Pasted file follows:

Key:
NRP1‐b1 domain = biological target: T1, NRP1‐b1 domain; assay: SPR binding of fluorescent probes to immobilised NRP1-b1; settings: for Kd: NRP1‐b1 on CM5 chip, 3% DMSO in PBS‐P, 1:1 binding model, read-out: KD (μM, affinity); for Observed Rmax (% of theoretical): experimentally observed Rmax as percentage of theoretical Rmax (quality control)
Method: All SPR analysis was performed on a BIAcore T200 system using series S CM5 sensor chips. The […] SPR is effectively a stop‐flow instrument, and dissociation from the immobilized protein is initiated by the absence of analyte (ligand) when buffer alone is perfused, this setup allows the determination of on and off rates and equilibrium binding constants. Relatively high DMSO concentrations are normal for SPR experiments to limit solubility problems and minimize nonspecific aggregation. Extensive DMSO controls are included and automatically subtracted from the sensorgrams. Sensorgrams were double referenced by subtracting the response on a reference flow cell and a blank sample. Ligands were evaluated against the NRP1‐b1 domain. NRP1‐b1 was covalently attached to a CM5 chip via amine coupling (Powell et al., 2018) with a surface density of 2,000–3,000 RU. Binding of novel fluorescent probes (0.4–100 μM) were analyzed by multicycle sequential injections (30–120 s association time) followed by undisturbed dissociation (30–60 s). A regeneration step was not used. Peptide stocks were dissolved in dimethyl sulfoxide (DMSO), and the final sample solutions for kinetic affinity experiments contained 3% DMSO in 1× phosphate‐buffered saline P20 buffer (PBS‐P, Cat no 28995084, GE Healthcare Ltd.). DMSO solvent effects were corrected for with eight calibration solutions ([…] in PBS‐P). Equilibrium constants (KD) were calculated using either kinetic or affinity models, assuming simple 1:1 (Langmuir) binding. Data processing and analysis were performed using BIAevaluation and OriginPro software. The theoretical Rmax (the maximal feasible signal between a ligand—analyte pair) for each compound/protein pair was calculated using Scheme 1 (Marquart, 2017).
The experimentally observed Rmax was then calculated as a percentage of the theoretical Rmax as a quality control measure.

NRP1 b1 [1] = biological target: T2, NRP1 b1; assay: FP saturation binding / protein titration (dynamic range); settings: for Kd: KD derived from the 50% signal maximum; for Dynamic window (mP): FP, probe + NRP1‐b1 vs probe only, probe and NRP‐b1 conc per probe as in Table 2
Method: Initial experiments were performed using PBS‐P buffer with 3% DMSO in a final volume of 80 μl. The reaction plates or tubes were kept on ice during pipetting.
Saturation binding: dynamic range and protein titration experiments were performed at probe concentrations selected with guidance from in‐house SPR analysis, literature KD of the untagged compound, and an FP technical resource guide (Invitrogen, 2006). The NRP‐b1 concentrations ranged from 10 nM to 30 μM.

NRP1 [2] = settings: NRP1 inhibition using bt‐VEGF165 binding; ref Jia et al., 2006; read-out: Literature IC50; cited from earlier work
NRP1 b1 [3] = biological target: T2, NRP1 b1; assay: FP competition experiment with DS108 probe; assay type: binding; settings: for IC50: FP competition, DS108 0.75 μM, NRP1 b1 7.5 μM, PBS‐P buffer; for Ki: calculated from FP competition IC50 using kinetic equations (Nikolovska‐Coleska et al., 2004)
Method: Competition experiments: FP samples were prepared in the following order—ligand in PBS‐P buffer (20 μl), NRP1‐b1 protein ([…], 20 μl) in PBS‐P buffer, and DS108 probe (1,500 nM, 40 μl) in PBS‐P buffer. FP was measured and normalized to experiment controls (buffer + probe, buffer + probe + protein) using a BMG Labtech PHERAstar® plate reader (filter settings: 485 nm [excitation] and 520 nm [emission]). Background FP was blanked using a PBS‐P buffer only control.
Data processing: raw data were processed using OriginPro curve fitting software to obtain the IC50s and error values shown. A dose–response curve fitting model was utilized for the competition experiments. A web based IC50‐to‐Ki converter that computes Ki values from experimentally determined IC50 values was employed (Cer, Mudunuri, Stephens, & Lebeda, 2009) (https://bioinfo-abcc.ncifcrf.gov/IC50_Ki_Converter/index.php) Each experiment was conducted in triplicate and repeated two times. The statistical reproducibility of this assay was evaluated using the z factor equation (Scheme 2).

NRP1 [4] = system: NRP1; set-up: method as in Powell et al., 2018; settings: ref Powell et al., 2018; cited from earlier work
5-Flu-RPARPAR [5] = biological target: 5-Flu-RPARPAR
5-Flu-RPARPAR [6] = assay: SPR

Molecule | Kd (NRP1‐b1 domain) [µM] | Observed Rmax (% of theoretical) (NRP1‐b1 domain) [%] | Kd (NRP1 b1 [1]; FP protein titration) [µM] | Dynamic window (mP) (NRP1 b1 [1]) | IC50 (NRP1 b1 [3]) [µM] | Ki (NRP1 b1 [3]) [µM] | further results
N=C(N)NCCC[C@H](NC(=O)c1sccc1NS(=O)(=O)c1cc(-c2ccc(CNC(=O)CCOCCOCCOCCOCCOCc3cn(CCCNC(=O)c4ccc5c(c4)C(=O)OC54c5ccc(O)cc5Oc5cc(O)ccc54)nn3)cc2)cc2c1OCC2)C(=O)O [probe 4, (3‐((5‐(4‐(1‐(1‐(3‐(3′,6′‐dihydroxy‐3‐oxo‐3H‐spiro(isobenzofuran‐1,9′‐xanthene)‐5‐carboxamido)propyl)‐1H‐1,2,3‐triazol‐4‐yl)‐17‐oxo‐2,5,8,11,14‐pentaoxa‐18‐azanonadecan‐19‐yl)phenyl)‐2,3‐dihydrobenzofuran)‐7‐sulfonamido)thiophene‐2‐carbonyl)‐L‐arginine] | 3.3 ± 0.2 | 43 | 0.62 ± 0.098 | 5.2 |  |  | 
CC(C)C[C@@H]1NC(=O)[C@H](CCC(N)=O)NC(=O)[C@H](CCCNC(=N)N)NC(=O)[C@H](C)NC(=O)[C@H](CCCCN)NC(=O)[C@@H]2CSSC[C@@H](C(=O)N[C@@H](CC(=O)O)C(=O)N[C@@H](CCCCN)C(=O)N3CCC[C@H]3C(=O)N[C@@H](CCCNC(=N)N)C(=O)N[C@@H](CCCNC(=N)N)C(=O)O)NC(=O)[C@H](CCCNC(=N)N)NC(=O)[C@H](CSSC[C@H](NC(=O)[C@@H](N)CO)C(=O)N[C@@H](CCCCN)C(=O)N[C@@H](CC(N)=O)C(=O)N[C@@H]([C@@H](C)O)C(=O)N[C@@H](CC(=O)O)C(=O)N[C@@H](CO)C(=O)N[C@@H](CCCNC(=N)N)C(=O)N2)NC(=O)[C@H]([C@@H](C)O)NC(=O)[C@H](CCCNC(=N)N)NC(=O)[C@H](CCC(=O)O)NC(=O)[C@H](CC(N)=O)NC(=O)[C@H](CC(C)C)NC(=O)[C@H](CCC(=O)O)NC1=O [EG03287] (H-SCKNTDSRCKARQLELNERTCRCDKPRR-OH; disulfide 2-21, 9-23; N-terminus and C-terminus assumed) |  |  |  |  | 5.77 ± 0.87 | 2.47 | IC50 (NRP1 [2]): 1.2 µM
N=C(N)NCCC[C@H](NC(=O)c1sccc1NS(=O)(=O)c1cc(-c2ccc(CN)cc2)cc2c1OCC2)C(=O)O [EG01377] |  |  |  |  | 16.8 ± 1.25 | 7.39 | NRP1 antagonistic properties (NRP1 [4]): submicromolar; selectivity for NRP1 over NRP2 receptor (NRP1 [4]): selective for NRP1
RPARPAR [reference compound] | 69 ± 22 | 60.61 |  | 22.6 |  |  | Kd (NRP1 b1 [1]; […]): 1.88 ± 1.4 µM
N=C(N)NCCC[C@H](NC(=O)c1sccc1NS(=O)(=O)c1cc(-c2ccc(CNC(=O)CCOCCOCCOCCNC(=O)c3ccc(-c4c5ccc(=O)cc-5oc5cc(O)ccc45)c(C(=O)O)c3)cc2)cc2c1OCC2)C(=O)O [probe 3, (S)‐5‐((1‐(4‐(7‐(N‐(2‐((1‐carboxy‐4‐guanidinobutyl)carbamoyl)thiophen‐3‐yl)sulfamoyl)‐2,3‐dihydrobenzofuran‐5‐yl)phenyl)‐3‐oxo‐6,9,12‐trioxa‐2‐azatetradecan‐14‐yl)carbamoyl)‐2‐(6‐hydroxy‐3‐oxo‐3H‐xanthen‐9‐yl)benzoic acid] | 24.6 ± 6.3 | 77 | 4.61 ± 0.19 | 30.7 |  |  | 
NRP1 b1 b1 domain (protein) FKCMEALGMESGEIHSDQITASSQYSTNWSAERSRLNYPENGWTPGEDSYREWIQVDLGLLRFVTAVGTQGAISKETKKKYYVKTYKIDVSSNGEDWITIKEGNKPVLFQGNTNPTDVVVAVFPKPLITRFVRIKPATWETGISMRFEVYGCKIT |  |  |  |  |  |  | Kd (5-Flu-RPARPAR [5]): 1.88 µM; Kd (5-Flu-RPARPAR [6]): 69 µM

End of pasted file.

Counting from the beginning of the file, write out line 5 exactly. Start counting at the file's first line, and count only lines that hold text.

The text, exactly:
NRP1 b1 [1] = biological target: T2, NRP1 b1; assay: FP saturation binding / protein titration (dynamic range); settings: for Kd: KD derived from the 50% signal maximum; for Dynamic window (mP): FP, probe + NRP1‐b1 vs probe only, probe and NRP‐b1 conc per probe as in Table 2